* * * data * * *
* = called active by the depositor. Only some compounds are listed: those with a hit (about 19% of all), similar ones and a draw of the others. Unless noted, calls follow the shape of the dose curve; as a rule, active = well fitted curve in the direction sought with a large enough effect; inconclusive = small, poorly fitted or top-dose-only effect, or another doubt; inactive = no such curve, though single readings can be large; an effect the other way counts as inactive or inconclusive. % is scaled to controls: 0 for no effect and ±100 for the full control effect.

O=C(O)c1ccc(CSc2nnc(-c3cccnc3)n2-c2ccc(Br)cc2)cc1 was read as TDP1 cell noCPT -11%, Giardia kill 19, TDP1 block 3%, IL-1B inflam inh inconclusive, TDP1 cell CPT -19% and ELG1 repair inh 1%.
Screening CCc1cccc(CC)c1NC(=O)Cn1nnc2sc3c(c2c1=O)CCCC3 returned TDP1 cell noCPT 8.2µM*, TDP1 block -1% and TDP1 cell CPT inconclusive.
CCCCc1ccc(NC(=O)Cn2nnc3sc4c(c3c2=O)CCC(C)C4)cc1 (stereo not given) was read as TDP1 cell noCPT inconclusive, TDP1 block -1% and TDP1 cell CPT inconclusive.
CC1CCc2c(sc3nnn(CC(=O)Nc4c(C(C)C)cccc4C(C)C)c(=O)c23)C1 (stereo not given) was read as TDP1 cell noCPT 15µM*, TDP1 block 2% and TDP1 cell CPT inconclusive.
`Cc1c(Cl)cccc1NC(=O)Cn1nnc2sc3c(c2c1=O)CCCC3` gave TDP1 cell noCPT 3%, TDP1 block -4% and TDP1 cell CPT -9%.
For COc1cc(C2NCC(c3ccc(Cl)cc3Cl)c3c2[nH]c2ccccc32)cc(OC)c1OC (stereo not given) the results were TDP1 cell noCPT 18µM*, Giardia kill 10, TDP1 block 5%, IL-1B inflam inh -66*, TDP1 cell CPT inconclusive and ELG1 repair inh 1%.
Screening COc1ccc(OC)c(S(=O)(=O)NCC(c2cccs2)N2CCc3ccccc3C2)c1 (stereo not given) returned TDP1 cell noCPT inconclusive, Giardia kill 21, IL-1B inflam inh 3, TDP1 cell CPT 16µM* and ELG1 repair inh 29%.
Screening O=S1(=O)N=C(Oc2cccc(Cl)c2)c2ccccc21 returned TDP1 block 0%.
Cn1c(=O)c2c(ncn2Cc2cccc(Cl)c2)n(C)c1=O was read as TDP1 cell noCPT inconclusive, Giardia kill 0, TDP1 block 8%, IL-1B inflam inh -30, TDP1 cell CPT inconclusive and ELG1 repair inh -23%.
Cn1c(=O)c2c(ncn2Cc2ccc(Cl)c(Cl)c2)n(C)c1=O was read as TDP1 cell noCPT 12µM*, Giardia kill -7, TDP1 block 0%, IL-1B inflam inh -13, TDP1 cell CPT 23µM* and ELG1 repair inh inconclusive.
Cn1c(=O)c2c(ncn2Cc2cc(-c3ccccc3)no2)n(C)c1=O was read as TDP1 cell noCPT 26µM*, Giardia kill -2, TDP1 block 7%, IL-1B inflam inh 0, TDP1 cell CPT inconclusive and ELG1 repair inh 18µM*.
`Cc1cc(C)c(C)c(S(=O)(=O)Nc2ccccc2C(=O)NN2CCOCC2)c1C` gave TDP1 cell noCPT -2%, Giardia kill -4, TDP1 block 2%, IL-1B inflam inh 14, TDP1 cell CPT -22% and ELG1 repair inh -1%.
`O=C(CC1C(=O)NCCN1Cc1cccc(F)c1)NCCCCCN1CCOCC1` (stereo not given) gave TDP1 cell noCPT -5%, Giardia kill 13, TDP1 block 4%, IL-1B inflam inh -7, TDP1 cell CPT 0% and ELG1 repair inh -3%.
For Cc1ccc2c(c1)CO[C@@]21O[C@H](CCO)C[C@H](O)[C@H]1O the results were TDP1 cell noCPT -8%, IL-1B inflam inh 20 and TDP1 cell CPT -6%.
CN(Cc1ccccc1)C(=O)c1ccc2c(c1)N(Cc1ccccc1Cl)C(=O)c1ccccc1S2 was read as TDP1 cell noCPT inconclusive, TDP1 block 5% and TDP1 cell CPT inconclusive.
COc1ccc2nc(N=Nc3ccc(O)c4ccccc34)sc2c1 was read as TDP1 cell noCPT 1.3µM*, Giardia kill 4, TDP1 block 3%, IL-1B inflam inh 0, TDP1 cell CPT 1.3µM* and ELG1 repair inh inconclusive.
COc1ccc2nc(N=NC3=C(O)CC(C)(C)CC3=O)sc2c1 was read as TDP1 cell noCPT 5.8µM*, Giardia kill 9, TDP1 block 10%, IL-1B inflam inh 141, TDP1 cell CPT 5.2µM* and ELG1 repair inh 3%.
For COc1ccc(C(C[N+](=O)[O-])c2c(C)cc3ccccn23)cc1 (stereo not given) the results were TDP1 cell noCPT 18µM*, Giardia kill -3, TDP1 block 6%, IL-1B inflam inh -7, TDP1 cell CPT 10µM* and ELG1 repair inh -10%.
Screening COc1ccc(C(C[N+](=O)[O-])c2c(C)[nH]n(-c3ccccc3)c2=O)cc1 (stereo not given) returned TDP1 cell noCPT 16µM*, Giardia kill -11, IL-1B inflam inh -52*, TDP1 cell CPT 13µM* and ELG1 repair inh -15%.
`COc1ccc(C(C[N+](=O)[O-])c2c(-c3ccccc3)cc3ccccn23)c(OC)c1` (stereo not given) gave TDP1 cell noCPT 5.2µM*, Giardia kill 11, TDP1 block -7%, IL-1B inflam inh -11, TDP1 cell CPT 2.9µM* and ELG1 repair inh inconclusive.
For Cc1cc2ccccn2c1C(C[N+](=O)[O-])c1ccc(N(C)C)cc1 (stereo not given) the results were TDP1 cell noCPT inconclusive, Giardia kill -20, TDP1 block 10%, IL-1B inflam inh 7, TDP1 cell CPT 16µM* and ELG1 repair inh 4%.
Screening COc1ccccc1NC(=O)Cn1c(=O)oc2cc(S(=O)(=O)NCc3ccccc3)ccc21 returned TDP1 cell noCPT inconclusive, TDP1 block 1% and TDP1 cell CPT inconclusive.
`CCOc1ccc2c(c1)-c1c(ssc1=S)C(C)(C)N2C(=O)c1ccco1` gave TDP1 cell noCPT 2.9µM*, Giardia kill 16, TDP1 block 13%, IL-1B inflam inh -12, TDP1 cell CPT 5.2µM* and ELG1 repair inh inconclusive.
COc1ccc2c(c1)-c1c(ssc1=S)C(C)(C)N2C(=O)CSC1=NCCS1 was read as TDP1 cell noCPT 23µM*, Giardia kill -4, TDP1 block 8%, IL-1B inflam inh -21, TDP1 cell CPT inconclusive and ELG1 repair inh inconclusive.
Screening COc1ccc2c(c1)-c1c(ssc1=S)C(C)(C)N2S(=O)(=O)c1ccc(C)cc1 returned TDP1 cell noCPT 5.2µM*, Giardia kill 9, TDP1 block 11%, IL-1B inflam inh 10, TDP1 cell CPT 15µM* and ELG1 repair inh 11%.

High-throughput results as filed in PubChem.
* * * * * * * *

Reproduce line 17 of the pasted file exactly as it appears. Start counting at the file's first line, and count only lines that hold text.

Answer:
COc1ccc2nc(N=Nc3ccc(O)c4ccccc34)sc2c1 was read as TDP1 cell noCPT 1.3µM*, Giardia kill 4, TDP1 block 3%, IL-1B inflam inh 0, TDP1 cell CPT 1.3µM* and ELG1 repair inh inconclusive.